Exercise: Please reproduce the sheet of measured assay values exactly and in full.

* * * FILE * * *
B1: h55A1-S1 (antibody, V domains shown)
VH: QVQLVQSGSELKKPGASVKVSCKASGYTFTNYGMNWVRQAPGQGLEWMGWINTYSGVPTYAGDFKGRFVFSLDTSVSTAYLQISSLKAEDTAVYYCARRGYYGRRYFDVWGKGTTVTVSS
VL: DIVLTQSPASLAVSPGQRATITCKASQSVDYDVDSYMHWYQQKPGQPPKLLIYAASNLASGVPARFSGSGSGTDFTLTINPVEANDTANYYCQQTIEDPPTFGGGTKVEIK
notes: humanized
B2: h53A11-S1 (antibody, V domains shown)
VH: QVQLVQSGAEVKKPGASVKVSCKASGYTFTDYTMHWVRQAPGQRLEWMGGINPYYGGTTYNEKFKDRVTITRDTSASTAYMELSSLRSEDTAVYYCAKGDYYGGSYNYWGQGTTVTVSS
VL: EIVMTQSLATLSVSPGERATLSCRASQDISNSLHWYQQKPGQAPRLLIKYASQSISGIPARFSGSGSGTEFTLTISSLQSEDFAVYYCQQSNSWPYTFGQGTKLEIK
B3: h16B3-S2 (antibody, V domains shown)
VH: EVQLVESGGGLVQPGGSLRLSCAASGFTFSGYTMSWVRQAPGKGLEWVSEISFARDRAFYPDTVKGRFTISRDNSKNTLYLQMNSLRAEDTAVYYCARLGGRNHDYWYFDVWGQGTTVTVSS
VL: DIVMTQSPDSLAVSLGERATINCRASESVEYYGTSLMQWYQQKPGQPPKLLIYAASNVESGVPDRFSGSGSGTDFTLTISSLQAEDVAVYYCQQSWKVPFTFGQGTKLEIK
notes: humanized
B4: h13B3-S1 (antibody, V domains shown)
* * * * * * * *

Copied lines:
B1: h55A1-S1 (antibody, V domains shown)
VH: QVQLVQSGSELKKPGASVKVSCKASGYTFTNYGMNWVRQAPGQGLEWMGWINTYSGVPTYAGDFKGRFVFSLDTSVSTAYLQISSLKAEDTAVYYCARRGYYGRRYFDVWGKGTTVTVSS
VL: DIVLTQSPASLAVSPGQRATITCKASQSVDYDVDSYMHWYQQKPGQPPKLLIYAASNLASGVPARFSGSGSGTDFTLTINPVEANDTANYYCQQTIEDPPTFGGGTKVEIK
notes: humanized
B2: h53A11-S1 (antibody, V domains shown)
VH: QVQLVQSGAEVKKPGASVKVSCKASGYTFTDYTMHWVRQAPGQRLEWMGGINPYYGGTTYNEKFKDRVTITRDTSASTAYMELSSLRSEDTAVYYCAKGDYYGGSYNYWGQGTTVTVSS
VL: EIVMTQSLATLSVSPGERATLSCRASQDISNSLHWYQQKPGQAPRLLIKYASQSISGIPARFSGSGSGTEFTLTISSLQSEDFAVYYCQQSNSWPYTFGQGTKLEIK
B3: h16B3-S2 (antibody, V domains shown)
VH: EVQLVESGGGLVQPGGSLRLSCAASGFTFSGYTMSWVRQAPGKGLEWVSEISFARDRAFYPDTVKGRFTISRDNSKNTLYLQMNSLRAEDTAVYYCARLGGRNHDYWYFDVWGQGTTVTVSS
VL: DIVMTQSPDSLAVSLGERATINCRASESVEYYGTSLMQWYQQKPGQPPKLLIYAASNVESGVPDRFSGSGSGTDFTLTISSLQAEDVAVYYCQQSWKVPFTFGQGTKLEIK
notes: humanized
B4: h13B3-S1 (antibody, V domains shown)